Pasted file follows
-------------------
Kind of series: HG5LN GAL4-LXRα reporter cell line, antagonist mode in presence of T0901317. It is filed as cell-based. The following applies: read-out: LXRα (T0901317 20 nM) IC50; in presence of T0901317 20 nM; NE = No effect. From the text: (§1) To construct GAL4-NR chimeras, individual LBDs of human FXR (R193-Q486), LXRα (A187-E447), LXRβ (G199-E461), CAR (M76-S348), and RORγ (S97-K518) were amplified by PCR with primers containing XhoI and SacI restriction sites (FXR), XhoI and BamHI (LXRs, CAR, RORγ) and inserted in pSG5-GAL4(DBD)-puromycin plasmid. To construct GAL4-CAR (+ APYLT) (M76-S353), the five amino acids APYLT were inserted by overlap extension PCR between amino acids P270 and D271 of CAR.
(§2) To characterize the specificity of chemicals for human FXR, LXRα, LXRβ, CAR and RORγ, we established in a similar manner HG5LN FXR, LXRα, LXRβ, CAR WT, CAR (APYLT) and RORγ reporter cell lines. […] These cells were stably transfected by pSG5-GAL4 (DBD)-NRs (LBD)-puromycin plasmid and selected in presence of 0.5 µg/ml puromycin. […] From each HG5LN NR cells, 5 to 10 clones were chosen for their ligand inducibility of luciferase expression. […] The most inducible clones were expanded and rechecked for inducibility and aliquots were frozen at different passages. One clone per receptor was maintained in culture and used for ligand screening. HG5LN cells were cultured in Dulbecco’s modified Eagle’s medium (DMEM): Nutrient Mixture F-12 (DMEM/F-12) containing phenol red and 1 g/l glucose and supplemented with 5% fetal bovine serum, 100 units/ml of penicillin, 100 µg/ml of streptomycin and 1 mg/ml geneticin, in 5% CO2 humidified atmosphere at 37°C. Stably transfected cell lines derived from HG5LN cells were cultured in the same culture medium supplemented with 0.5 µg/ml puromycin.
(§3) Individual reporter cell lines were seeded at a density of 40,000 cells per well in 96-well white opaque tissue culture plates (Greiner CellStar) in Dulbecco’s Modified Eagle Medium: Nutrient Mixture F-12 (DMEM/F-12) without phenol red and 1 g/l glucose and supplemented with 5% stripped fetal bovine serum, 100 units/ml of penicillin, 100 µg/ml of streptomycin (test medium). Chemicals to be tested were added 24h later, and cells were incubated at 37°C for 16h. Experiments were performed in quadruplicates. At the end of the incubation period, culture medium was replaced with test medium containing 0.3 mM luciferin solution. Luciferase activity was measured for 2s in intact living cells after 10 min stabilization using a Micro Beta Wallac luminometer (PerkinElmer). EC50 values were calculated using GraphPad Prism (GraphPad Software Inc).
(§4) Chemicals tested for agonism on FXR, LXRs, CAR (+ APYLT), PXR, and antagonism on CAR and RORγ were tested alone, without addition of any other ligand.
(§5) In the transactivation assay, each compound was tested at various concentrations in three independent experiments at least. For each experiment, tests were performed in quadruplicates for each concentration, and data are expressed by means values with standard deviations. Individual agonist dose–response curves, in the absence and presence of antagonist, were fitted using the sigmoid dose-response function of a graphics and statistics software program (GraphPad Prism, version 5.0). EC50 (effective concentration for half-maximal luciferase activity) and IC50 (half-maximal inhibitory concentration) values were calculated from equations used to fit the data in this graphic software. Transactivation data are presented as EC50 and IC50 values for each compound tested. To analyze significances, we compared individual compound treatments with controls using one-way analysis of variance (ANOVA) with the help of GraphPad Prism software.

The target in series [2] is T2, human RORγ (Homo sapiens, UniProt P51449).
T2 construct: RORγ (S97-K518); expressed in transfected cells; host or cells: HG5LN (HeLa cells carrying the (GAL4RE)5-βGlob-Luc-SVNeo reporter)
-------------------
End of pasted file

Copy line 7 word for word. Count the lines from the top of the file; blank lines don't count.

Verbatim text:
T2 construct: RORγ (S97-K518); expressed in transfected cells; host or cells: HG5LN (HeLa cells carrying the (GAL4RE)5-βGlob-Luc-SVNeo reporter)